Maria Torres is the National Hurricane Center’s new bilingual public affairs officer

“I remember back in 1989, it was my first experience going into Hurricane Hugo when it hit Puerto Rico,” said Maria Torres. “It was a Category 3 hurricane.”Maria Torres’ passion for weather began at a young age. She and her family left San Juan, Puerto Rico and moved to Miami, Florida over 25 years ago. Torres attended Braddock High School where she was a part of the ESOL Program that helped her learn how to speak English. Torres was also the first person in her family to attend college and get a degree. “It’s a big accomplishment and I feel that it was a push for my cousins ​​from both sides of the family to be able to say ‘hey if she can do it we can do it as well,'” said Torres. Torres interned with the Federal Government while attending college. This experience helped her land her first job at the National Weather Service as a forecaster in Albuquerque, New Mexico. Torres eventually took another job within the National Weather Service and moved to Brownsville, Texas, which is close to the Your Neighborhood: Local coverage from WPBF 25 News“During the time that I was there in South Texas, projects I tried to get with the community is to build better relationships with them,” said Torres. speak to them in their language, was a way to build better trust with the community and educate them in the process of showing what are the watches and warnings and what do they mean what are the different hazards that could affect the area and how can they be prepared for it.” After the Lonestar State, Torres, her husband, and her son moved back to the Magic City for another role at the National Weather Service in Miami. said Torres, “I moved back to Miami in 2016 and I had to deal with Hurricane Matthew. That was my first one here as a forecaster.”Today, Torres is now the new bilingual public affairs officer at the National Hurricane Center in Miami. “I’m really proud of carrying that culture with me and sharing that through my son and the family that we have here in Florida,” said Torres. “I carry those deep roots within me, and they define who I am. that through my career as well.” Never miss anything:Sign up for personalized newsletters and alerts from WPBF 25 News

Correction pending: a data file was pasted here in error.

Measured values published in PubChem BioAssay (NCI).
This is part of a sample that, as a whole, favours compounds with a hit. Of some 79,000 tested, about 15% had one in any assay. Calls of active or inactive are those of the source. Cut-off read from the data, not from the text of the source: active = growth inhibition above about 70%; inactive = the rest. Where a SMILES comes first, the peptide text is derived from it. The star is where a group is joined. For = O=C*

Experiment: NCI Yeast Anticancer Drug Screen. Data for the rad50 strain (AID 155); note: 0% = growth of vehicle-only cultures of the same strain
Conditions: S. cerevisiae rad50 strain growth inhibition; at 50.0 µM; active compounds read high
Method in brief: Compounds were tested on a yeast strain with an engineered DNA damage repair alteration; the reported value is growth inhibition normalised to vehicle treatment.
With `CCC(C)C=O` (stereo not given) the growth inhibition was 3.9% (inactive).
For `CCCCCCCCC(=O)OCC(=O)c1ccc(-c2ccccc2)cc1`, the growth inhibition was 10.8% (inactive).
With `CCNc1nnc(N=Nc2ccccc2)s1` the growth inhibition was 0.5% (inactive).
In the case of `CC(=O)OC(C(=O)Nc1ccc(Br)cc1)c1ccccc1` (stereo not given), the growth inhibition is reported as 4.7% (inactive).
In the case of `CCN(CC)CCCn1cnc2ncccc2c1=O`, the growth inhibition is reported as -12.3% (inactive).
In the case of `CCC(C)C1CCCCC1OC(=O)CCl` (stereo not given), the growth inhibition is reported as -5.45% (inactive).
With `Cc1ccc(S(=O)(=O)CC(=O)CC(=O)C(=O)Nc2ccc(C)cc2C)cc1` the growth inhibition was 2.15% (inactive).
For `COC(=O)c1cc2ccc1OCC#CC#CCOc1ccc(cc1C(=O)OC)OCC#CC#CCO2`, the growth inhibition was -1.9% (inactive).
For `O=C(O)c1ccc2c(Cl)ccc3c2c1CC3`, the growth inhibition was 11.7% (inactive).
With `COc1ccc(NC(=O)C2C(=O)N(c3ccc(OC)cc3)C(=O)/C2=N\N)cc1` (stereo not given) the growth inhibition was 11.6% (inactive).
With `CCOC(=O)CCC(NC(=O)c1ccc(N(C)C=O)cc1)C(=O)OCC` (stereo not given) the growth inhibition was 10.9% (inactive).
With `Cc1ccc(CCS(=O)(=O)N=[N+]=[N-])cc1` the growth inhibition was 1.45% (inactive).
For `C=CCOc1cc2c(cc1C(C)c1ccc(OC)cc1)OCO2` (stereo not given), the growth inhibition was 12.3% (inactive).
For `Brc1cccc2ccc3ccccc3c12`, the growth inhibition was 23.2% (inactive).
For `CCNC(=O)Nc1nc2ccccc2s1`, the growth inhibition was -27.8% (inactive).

“I remember back in 1989, it was my first experience going into Hurricane Hugo when it hit Puerto Rico,” said Maria Torres. “It was a Category 3 hurricane.”

Maria Torres’ passion for weather began at a young age. She and her family left San Juan, Puerto Rico and moved to Miami, Florida over 25 years ago. Torres attended Braddock High School where she was a part of the ESOL Program that helped her learn how to speak English.

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Her love of atmospheric science led her to Florida State University where she received her bachelor’s degree in meteorology. Torres was also the first person in her family to attend college and get a degree.

“It’s a big accomplishment and I feel that it was a push for my cousins ​​from both sides of the family to be able to say ‘hey if she can do it we can do it as well,'” said Torres.

Torres interned with the Federal Government while attending college. This experience helped her land her first job at the National Weather Service as a forecaster in Albuquerque, New Mexico. Torres eventually took another job within the National Weather Service and moved to Brownsville, Texas, which is close to the border.

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“During the time that I was there in South Texas, projects I tried to get with the community is to build better relationships with them,” said Torres. “Having a Hispanic person who could speak to them in their language, was a way to build better trust with the community and educate them in the process of showing what are the watches and warnings and what do they mean what are the different hazards that could affect the area and how can they be prepared for it.”

After the Lonestar State, Torres, her husband, and her son moved back to the Magic City for another role at the National Weather Service in Miami.

“Once I got to Miami, it was get ready!” said Torres. “I moved back to Miami in 2016 and I had to deal with Hurricane Matthew. That was my first one here as a forecaster.”

Today, Torres is now the new bilingual public affairs officer at the National Hurricane Center in Miami.

“I’m really proud of carrying that culture with me and sharing that through my son and the family that we have here in Florida,” said Torres. “I carry those deep roots within me, and they define who I am. I carry that through my career as well.”

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